As Manchester United prepare to start the defence of their Premier League title, BBC World Service looks back to manager Sir Alex Ferguson's early success at his previous club Aberdeen.
Ferguson, 69, arrived at the Scottish club in 1978 from St Mirren and stayed for eight years, winning three domestic titles and four Scottish Cups.
The pinnacle was the 1983 European Cup Winners' Cup final in which the Dons beat Real Madrid 2-1.
After a brief stint as Scotland coach following the sudden death of Jock Stein in 1985 while still managing Aberdeen, Ferguson was lured to England a year later.
Having turned down offers from Tottenham and Arsenal, Ferguson was appointed manager of Manchester United in November 1986.
The rest, as they say, is history.
Ferguson, knighted in 1999 following United's historic Treble win, has always had a reputation as a fiery, no-nonsense manager who is purely focused on winning.
But what was Ferguson like to play for in his earlier days at Aberdeen? Former midfielder Neale Cooper recalls his playing days under Sir Alex.
"It was a dream come true. I went from ball boy to playing against Real Madrid," he said.
Cooper was one of the young players whom Ferguson nurtured, after he took over at Aberdeen.
One Friday night Cooper was cleaning the dressing room when the manager told him to go home.
At first, Neale didn't understand.
"Why's that?" he asked.
Then the manager informed him he would be making his first-team debut the next day.
"I hadn't even trained with the first team that week," Neale said. "I went home, told my mum 'I'm playing' and she started laughing! She said 'you can't be playing!'"
But he was - and he put in a good performance.
"Alex Ferguson wouldn't put you in a position if he didn't think you could do it," said Cooper. "This is the belief he had in you."
Ferguson added young players like Cooper to the promising squad he had inherited at Aberdeen.
Willie Miller, Alex McLeish and Gordon Strachan all had talent, but - until then - the club had never really been able to compete with Celtic and Rangers.
"They had a good nucleus of players," said Archie Knox, assistant manager at Aberdeen in the early 1980s. "Alex Ferguson gave them that winning mentality."
Ferguson was only in his early 40s and the former Rangers striker was still able to set an example on the pitch.
"In those days he would play in quite a bit of the training, and he still had that competitive edge even in the little five-a-sides. He was aggressive in everything he did," recalled Knox.
Ferguson expected high standards at all times - and that included off the pitch.
Cooper got the message when he bought a flat in Aberdeen with his first-team wages.
"He called me to the office six weeks later. He said you've been seen coming out of a flat - he had spies everywhere!"
Neale explained that the flat was actually his, but Ferguson insisted he moved out.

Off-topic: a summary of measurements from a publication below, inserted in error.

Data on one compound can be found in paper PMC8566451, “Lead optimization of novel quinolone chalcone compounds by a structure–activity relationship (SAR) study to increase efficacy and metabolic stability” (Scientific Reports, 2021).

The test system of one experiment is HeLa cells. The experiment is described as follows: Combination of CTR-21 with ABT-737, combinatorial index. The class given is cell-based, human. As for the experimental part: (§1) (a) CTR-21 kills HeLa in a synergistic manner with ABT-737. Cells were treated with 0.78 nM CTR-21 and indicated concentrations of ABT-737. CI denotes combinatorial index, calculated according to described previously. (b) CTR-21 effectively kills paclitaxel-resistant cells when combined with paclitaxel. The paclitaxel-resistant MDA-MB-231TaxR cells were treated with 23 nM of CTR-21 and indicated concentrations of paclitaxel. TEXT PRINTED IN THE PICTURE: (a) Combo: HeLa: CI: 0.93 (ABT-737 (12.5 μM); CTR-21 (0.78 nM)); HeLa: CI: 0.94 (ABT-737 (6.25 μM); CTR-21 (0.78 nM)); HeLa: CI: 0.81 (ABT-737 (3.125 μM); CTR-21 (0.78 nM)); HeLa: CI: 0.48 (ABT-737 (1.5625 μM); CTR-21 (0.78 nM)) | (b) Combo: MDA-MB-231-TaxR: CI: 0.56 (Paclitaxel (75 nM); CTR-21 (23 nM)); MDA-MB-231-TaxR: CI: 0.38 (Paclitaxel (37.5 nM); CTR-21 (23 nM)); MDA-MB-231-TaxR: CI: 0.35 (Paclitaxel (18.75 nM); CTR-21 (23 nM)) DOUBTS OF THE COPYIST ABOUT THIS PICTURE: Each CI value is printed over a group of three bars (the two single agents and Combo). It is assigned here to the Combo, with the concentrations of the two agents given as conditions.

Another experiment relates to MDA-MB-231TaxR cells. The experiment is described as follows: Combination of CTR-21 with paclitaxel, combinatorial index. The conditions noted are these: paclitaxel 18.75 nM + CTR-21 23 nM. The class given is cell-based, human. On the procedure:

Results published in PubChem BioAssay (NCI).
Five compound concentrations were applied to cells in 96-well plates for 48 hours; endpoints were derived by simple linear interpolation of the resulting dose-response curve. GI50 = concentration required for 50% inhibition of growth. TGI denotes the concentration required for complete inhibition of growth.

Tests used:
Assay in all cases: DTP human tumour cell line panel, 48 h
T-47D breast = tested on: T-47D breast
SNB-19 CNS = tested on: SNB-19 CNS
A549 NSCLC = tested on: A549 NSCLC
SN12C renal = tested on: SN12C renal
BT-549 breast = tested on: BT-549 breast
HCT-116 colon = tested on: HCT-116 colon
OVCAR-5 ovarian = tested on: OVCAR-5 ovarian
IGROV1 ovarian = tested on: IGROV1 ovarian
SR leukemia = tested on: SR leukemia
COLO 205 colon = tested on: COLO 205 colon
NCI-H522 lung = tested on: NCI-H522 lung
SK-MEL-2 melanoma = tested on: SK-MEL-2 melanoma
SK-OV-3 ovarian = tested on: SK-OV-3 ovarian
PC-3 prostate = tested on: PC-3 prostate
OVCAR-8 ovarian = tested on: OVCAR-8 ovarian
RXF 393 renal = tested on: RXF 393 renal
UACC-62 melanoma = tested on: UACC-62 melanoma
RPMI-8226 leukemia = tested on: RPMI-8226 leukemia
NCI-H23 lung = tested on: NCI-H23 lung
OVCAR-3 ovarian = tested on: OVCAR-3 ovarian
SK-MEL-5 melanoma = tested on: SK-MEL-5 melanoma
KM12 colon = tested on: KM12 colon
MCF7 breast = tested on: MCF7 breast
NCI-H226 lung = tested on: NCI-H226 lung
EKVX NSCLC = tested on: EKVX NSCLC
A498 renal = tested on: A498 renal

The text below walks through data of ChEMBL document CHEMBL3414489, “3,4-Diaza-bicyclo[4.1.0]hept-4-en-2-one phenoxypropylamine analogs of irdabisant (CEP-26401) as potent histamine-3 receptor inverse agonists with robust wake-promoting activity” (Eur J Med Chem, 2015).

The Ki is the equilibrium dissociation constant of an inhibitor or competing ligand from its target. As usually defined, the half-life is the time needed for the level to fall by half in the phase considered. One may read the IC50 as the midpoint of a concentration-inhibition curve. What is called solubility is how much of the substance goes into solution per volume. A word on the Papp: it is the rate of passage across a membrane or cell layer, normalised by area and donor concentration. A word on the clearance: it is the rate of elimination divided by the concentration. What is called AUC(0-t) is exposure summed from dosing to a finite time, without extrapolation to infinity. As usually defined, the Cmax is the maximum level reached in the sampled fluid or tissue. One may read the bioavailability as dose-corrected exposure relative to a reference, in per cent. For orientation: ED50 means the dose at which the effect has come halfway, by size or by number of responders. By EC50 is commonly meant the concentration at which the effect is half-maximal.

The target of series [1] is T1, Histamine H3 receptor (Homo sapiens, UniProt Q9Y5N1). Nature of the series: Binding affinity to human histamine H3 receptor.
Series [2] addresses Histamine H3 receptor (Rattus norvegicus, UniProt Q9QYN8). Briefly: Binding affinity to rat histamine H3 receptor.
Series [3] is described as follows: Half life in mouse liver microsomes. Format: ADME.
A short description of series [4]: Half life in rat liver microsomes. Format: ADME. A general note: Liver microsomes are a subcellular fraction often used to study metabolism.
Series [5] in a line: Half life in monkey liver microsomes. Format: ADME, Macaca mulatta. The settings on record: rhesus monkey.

"I had to go back and live with my Mum for another three years. That was the sort of influence he had," said Neale.
But, perhaps because he is now a manager himself, Cooper thinks Ferguson had the right idea.
"Young boys in a flat would have been tempted to go out. He just wanted to protect us a bit. He's a hard person, but a very likeable one," said Cooper.
Sir Alex and the Tea Urn
Ferguson was at his harshest in dressing-room outbursts that were famous even in his Aberdeen days.
"If the team deserved a rollicking, he wasn't shy about dishing it out," said Knox.
That is something of an understatement, according to Cooper, who remembers one away game in Europe.
"We were 2-0 down at half-time and we were all petrified going into the changing room because we knew what was coming," he said.
The hosts had laid on refreshments for the visitors and when the manager exploded, they were in the firing line.
"He took a swing at this tea urn. We expected it go flying, but it never moved. I could see the pain in his hand - it was solid iron!"
The young players tried their best not to giggle.
"You're thinking 'I could laugh here'," said Neale. "But no-one laughed... and in the second half we went out and got the goals back."
It is a good example, in his view, of how Ferguson used his temper to get the best out of his players.
"With us, the reactions worked. Some people couldn't take it, they'd crumble… but that was just a sign of their characters," added Neale.
The mighty Real Madrid
Ferguson's management techniques eventually paid off and in 1980, Aberdeen won the Scottish title, ending 15 years of domination by the Glasgow clubs.
But the pinnacle of his achievements in Scotland came in 1983 in the European Cup Winners' Cup.
After defeating Bayern Munich, Aberdeen reached the final, against Real Madrid in Gothenburg.
"I was sitting in the hotel room on the afternoon of the match with my room-mate John Hewitt," said Cooper.
"I just said 'can you believe us two young boys from Aberdeen are playing against the mighty Real Madrid tonight.'
"But we had belief in ourselves that we could win it. And he put that belief in us."
Hewitt would be Aberdeen's hero, coming on as a substitute and scoring a magnificent extra-time winner.
"He wasn't doing that well when he came on," said Cooper. "He wasn't doing what the manager asked of him and he was close to taking him off again!"
"But thankfully he never did. It was a wonderful goal that has made John a hero forever at this club."
Later that night, Cooper joined his family and the travelling Aberdeen supporters as they celebrated in the streets.
"It was the greatest night for this club - such a proud occasion and one that will be very hard to ever replicate," he said.
Fast-forward to 2011 and Sir Alex is about to embark on a 26th season with Manchester United. The club are favourites to win an incredible 20th domestic title and the manager, who flirted with retirement in 2002, shows no sign of slowing down.